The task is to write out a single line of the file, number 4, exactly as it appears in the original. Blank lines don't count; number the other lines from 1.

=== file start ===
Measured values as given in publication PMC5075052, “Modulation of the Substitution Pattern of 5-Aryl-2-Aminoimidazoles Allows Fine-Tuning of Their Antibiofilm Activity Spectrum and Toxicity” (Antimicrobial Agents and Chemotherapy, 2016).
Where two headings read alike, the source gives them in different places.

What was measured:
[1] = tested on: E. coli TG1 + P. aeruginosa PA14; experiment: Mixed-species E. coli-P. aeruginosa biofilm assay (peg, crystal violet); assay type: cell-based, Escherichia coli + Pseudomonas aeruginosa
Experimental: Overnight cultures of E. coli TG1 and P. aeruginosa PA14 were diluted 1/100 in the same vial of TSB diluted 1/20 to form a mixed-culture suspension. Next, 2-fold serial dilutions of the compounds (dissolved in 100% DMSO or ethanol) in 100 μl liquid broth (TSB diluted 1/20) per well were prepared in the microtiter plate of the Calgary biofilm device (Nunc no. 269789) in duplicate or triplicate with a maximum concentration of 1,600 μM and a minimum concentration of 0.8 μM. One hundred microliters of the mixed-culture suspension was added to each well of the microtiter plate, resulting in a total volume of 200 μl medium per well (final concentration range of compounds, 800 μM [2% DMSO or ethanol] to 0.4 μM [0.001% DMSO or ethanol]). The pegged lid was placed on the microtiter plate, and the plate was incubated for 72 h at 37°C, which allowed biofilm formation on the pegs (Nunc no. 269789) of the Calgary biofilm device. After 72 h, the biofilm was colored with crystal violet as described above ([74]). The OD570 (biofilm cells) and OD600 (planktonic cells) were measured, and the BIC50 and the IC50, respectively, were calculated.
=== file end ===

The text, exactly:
[1] = tested on: E. coli TG1 + P. aeruginosa PA14; experiment: Mixed-species E. coli-P. aeruginosa biofilm assay (peg, crystal violet); assay type: cell-based, Escherichia coli + Pseudomonas aeruginosa